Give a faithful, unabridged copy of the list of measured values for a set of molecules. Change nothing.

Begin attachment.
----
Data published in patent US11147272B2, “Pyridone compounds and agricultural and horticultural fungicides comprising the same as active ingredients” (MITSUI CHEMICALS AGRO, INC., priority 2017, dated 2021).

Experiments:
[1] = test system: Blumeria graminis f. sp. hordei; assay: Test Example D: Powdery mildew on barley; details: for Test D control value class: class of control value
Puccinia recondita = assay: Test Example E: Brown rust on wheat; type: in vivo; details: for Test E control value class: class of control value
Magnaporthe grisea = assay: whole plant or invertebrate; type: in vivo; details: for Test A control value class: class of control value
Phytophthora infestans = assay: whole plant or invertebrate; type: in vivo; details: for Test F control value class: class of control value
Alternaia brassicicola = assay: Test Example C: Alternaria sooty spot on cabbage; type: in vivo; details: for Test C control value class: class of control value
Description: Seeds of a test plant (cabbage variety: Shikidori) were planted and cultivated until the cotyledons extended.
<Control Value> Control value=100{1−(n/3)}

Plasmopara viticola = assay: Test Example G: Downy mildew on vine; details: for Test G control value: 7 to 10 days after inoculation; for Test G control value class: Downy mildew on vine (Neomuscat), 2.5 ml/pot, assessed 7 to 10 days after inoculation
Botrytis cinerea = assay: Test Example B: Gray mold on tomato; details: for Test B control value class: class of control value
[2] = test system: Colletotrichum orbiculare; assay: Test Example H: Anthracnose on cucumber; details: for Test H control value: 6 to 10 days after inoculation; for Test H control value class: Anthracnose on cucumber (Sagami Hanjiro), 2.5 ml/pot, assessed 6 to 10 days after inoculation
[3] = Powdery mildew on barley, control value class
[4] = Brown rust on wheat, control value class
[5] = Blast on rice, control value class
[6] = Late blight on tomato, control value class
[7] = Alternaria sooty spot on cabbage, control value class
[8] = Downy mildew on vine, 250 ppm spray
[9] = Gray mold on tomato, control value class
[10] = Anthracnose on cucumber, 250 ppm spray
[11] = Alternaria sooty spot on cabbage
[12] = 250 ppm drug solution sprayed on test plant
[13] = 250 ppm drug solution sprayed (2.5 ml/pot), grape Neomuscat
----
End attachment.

Data published in patent US11147272B2, “Pyridone compounds and agricultural and horticultural fungicides comprising the same as active ingredients” (MITSUI CHEMICALS AGRO, INC., priority 2017, dated 2021).

Experiments:
[1] = test system: Blumeria graminis f. sp. hordei; assay: Test Example D: Powdery mildew on barley; details: for Test D control value class: class of control value
Puccinia recondita = assay: Test Example E: Brown rust on wheat; type: in vivo; details: for Test E control value class: class of control value
Magnaporthe grisea = assay: whole plant or invertebrate; type: in vivo; details: for Test A control value class: class of control value
Phytophthora infestans = assay: whole plant or invertebrate; type: in vivo; details: for Test F control value class: class of control value
Alternaia brassicicola = assay: Test Example C: Alternaria sooty spot on cabbage; type: in vivo; details: for Test C control value class: class of control value
Description: Seeds of a test plant (cabbage variety: Shikidori) were planted and cultivated until the cotyledons extended.
<Control Value> Control value=100{1−(n/3)}

Plasmopara viticola = assay: Test Example G: Downy mildew on vine; details: for Test G control value: 7 to 10 days after inoculation; for Test G control value class: Downy mildew on vine (Neomuscat), 2.5 ml/pot, assessed 7 to 10 days after inoculation
Botrytis cinerea = assay: Test Example B: Gray mold on tomato; details: for Test B control value class: class of control value
[2] = test system: Colletotrichum orbiculare; assay: Test Example H: Anthracnose on cucumber; details: for Test H control value: 6 to 10 days after inoculation; for Test H control value class: Anthracnose on cucumber (Sagami Hanjiro), 2.5 ml/pot, assessed 6 to 10 days after inoculation
[3] = Powdery mildew on barley, control value class
[4] = Brown rust on wheat, control value class
[5] = Blast on rice, control value class
[6] = Late blight on tomato, control value class
[7] = Alternaria sooty spot on cabbage, control value class
[8] = Downy mildew on vine, 250 ppm spray
[9] = Gray mold on tomato, control value class
[10] = Anthracnose on cucumber, 250 ppm spray
[11] = Alternaria sooty spot on cabbage
[12] = 250 ppm drug solution sprayed on test plant
[13] = 250 ppm drug solution sprayed (2.5 ml/pot), grape Neomuscat